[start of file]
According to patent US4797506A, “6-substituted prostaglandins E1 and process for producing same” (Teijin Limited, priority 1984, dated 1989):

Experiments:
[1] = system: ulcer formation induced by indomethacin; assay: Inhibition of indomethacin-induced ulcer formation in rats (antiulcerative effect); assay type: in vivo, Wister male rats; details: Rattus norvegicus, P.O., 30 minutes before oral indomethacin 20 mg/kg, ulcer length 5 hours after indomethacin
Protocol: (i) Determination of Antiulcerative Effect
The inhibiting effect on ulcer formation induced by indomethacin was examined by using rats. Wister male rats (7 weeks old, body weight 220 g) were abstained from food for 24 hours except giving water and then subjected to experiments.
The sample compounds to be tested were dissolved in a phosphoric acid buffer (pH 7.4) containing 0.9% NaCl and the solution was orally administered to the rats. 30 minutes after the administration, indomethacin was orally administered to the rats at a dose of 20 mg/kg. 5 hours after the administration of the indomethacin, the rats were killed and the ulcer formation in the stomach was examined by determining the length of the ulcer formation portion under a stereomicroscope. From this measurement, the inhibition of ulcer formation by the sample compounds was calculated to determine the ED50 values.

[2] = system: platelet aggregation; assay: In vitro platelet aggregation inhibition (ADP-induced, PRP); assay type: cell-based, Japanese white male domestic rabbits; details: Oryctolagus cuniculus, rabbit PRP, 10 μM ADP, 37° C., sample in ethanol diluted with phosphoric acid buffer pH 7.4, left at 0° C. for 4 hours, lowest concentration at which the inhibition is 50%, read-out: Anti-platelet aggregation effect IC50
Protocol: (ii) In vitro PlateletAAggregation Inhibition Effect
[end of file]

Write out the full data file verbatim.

According to patent US4797506A, “6-substituted prostaglandins E1 and process for producing same” (Teijin Limited, priority 1984, dated 1989):

Experiments:
[1] = system: ulcer formation induced by indomethacin; assay: Inhibition of indomethacin-induced ulcer formation in rats (antiulcerative effect); assay type: in vivo, Wister male rats; details: Rattus norvegicus, P.O., 30 minutes before oral indomethacin 20 mg/kg, ulcer length 5 hours after indomethacin
Protocol: (i) Determination of Antiulcerative Effect
The inhibiting effect on ulcer formation induced by indomethacin was examined by using rats. Wister male rats (7 weeks old, body weight 220 g) were abstained from food for 24 hours except giving water and then subjected to experiments.
The sample compounds to be tested were dissolved in a phosphoric acid buffer (pH 7.4) containing 0.9% NaCl and the solution was orally administered to the rats. 30 minutes after the administration, indomethacin was orally administered to the rats at a dose of 20 mg/kg. 5 hours after the administration of the indomethacin, the rats were killed and the ulcer formation in the stomach was examined by determining the length of the ulcer formation portion under a stereomicroscope. From this measurement, the inhibition of ulcer formation by the sample compounds was calculated to determine the ED50 values.

[2] = system: platelet aggregation; assay: In vitro platelet aggregation inhibition (ADP-induced, PRP); assay type: cell-based, Japanese white male domestic rabbits; details: Oryctolagus cuniculus, rabbit PRP, 10 μM ADP, 37° C., sample in ethanol diluted with phosphoric acid buffer pH 7.4, left at 0° C. for 4 hours, lowest concentration at which the inhibition is 50%, read-out: Anti-platelet aggregation effect IC50
Protocol: (ii) In vitro PlateletAAggregation Inhibition Effect